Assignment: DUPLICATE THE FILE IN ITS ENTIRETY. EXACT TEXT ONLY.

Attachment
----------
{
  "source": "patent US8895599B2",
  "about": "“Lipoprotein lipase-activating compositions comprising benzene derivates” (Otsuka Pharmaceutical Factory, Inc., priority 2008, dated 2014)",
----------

{
  "source": "patent US8895599B2",
  "about": "“Lipoprotein lipase-activating compositions comprising benzene derivates” (Otsuka Pharmaceutical Factory, Inc., priority 2008, dated 2014)",